Sometimes the data will be wrong, the first or last few letters might be missing, or the parser can save an additional sign (* or {), if the email data you’d like to parse is taken from variables saved in the booking system.

Don’t worry, if this happens you just need to send a few more emails, parse them, mark the data you intend to save, and the tool will learn how to do it correctly. The parser is a fast learner.

Now, when you saved all the necessary data from your booking system, it is time to add it to the Many Chat user custom field.

Why Many Chat?

Although Snatchbot and Chatfuel are definitely my favorite platforms, Many Chat provides the best subscriber segmentation filters, period. Custom fields on this platform can be assigned to each user individually through Zapier or Integromat. On other platforms, attributes can be assigned to users only within the conversational flow.

The only problem when assigning a custom field to a particular user is that Many Chat and Zapier are very meticulous. You can do it easily with the user ID number. If you don’t know this obscure 10+ digit number, you have a few other options. Integromat allows you to search users by custom field, which in this case doesn’t do much. Zapier has a much better filter, it allows you to search users by their name.

Name search problems

Name search on Many Chat from Zapier is awesome. If you guess the users’ names you get all available data, including the precious User ID Number. The guess needs to be 100% match, including all letters, spaces, and special characters.

That can be a bit of a drag for people who like to book and order products and services with fake names. Still, let’s safely assume that most users know exactly how to write their name and since Facebook has been fighting against aliases, and nicknames for several years, in most cases you won’t have any problems with finding users through Zapier name search.

Other issues you might face

The problem that we faced came from the booking system, which added a new line between name and surname, and the full name was parsed like this:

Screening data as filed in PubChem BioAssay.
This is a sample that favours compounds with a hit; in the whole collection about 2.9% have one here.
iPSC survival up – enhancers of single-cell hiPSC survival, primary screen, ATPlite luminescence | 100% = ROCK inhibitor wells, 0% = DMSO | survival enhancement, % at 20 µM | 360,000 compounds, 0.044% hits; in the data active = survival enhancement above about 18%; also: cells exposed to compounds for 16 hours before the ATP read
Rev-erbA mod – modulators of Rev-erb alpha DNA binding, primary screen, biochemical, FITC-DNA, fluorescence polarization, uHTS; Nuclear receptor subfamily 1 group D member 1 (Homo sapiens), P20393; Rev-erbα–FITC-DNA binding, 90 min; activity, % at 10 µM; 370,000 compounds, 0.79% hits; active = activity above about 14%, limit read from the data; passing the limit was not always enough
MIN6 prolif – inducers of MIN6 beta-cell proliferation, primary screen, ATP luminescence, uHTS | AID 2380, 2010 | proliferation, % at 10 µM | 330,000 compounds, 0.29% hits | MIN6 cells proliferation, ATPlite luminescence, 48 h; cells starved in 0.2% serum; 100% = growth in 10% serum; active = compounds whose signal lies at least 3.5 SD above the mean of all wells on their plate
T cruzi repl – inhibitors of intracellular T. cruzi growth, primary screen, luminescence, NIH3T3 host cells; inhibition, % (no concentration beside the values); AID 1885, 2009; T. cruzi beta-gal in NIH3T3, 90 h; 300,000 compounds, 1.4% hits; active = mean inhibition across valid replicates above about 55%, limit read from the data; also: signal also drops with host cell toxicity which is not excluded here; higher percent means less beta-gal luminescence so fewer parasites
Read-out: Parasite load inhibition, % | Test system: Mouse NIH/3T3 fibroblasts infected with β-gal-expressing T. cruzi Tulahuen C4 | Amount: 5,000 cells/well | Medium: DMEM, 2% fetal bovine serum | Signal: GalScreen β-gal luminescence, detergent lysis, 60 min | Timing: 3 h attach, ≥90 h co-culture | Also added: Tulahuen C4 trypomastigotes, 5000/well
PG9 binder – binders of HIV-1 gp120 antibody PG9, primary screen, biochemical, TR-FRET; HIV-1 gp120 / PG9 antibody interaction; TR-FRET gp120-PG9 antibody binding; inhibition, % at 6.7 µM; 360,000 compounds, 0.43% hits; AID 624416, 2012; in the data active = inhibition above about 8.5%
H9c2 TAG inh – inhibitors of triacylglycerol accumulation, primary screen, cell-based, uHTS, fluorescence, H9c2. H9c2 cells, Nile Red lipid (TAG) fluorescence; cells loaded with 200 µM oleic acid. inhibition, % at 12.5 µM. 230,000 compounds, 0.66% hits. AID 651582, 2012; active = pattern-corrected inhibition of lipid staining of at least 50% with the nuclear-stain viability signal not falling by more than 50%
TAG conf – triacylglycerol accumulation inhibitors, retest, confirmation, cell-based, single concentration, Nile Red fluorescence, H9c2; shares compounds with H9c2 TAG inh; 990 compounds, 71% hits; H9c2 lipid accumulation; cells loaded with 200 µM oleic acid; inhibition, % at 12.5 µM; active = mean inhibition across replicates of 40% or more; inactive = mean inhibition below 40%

Instead of: John Smith.

After a few sleepless nights, we solved this by choosing the text formatting tool on Zapier and replacing (use “replace” command on the text formatting module on Zapier) newline tag with the space tag. So, our zap formatted the name of the user, before sending it to Many Chat search. Easy peasy…
Setting custom fields
If you find the right user, setting up custom fields is a pretty straightforward process. You will need to add a new module for each custom field and choose the field and add the data from parsed email (or text formatter) to the value field.

What if a user cancels the order?

It would be stupid if your bot continues to send reminder broadcasts to users who canceled their booking or order. Imagine a person who is depressed because their date is off, getting a reminder notification every day. That doesn’t sound like a good quality client outreach.

So, we needed to find a way to change the custom fields of people who have canceled their bookings. We created another zap for this purpose, although we could use the Zapier paths feature as well if we had had a professional plan.

The second zap was similar to the first one. After parser receives the email, the data goes through a filter module, which only allows the “Cancelled Booking” emails to pass. When the mailbox receives other booking emails, the zap stops automatically. Cleaver, right?

When the cancel booking data goes through, the zap searches user by name, and then replaces the booking data custom fields (date, time, number of guests, etc.) with “0”, and adds a “Cancelled Booking” tag to the subscriber profile.

This is just one of the ways to connect outside systems and add user data from other sources to a chatbot. If the booking system can send HTTP requests, some chatbot platforms will allow you to open an API channel and feed the bot with the precious data on a regular basis. Still, we have taken an interesting approach here that can help chatbot agencies and Zapier enthusiasts. Feel free to send us your inquiries about any data transfers or chatbot creation. Thank you and happy New Year.